A probation officer supervises offenders given probationary sentences by the court in lieu of incarceration. An officer usually specializes in either adult or juvenile probation, though an officer can do both. The educational requirements for a probation officer usually preclude him from having less than a four-year college degree. There are some instances in which a candidate with an associate degree can become a probation officer.
An associate degree in criminal justice or a related field is usually insufficient to pursue a career as a probation officer. According to the Bureau of Labor Statistics, a four-year bachelor's degree in criminal justice or a related field including psychology or social work is usually necessary. Coursework can vary, though it should include subject areas such as criminology, pretrial services, sociology, criminal investigation technique, counseling, substance abuse treatment, self defense and criminal law. A prospective probation officer cannot receive the level of in-depth study necessary from a two-year associate degree program.
Bridge Degree Programs
A student wanting to become a probation officer may enter an associate degree program designed to transfer credits into a four-year university program after completing two years of full-time coursework. These bridge programs are available at community colleges around the country and are useful for a student with lower income or a desire to have smaller class sizes and a more personal educational experience. The student may also tailor her community college experience to include some survey criminal justice courses that will help prepare her for more in-depth study at the university level.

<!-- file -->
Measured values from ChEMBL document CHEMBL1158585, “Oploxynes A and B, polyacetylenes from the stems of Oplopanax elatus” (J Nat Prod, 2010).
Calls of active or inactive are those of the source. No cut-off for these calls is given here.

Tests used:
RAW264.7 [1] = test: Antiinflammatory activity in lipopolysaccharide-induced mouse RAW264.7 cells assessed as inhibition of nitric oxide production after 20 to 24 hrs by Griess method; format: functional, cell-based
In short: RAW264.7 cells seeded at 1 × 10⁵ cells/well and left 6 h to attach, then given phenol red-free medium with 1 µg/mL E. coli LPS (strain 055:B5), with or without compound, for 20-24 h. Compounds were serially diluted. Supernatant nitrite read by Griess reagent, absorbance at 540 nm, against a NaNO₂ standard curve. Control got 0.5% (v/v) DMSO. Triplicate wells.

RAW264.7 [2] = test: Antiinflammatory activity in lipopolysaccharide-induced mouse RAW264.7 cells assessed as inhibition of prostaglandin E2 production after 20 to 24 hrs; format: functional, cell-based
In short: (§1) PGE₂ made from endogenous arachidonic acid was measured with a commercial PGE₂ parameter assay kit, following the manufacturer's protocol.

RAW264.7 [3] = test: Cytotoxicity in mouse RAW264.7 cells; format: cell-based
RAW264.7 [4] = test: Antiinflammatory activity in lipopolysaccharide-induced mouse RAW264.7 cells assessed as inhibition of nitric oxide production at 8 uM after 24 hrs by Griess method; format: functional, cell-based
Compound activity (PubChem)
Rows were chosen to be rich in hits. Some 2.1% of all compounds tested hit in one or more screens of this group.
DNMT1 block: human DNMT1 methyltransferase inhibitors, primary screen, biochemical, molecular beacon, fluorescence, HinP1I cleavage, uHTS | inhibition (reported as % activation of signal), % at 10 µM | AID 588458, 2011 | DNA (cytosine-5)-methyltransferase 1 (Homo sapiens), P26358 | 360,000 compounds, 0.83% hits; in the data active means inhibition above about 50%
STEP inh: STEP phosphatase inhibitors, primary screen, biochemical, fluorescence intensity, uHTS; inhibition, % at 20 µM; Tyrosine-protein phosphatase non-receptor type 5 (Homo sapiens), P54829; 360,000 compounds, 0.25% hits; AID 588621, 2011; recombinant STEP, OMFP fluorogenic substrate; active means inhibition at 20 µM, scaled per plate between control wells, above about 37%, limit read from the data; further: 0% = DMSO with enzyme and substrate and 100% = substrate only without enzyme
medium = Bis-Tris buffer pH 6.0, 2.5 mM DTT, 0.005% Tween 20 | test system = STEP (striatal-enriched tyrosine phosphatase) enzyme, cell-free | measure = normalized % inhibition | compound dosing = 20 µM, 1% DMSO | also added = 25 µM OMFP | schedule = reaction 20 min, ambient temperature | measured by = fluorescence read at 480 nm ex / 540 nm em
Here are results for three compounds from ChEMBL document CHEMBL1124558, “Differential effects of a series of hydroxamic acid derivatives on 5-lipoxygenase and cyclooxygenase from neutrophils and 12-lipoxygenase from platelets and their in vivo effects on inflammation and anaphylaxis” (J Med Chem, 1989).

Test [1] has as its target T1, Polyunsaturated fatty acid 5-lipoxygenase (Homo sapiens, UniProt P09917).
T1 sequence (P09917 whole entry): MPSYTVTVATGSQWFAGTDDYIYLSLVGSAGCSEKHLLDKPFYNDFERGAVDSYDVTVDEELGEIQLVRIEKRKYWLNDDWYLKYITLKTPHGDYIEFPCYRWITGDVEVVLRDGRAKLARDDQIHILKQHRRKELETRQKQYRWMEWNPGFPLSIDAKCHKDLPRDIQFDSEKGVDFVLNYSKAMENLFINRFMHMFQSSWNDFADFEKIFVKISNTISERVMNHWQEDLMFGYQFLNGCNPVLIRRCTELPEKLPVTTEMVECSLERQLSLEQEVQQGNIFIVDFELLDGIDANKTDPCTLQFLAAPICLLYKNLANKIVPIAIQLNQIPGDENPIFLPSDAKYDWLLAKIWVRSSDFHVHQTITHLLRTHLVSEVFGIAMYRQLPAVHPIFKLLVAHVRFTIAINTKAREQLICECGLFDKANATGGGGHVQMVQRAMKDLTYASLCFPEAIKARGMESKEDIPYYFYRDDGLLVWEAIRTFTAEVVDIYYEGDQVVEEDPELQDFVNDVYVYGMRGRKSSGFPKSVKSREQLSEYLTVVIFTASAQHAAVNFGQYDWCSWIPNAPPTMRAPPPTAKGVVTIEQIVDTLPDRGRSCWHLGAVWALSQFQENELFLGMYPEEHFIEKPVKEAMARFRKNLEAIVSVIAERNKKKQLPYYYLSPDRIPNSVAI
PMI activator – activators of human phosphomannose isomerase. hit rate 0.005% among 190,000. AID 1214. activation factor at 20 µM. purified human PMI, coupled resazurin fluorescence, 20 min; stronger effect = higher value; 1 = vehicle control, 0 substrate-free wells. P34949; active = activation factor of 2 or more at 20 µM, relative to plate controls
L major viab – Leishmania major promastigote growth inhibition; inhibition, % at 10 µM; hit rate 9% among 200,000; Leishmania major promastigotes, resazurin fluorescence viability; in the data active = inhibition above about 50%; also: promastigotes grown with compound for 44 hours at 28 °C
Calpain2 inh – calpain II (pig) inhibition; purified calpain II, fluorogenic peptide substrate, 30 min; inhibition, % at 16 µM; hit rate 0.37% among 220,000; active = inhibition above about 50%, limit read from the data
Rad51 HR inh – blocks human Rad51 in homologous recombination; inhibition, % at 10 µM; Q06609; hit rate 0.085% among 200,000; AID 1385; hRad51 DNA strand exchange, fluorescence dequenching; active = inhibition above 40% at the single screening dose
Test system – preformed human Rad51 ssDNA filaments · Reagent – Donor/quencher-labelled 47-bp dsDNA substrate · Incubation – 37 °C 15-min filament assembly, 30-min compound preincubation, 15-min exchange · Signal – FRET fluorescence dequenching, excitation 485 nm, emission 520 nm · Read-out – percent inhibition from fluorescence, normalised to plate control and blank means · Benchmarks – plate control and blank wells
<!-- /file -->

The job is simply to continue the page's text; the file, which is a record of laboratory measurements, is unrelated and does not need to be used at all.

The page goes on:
Additional Training Requirements
State and federal levels of law enforcement require additional training for probation officers. This training familiarizes a prospective probation officer with the relevant statutes for monitoring offenders, legal/illegal monitoring techniques and the expectations for performance set by the particular department. After this training, a candidate must successfully complete a certification exam to formally accept a position as a probation officer. Failing the exam usually washes the candidate out of the program. Upon completion, the officer enters a six-month to year-long trial employment period before securing a permanent position.
Prior Correctional Experience
A state probation department may consider a candidate with an associate degree for a position as a probation officer if the candidate has relevant prior experience in law enforcement. This experience may include previous employment as a corrections officer, police officer or other law enforcement official. A department may also consider a candidate with an associate degree who has prior experience as a member of the military police or received an honorable discharge from military service.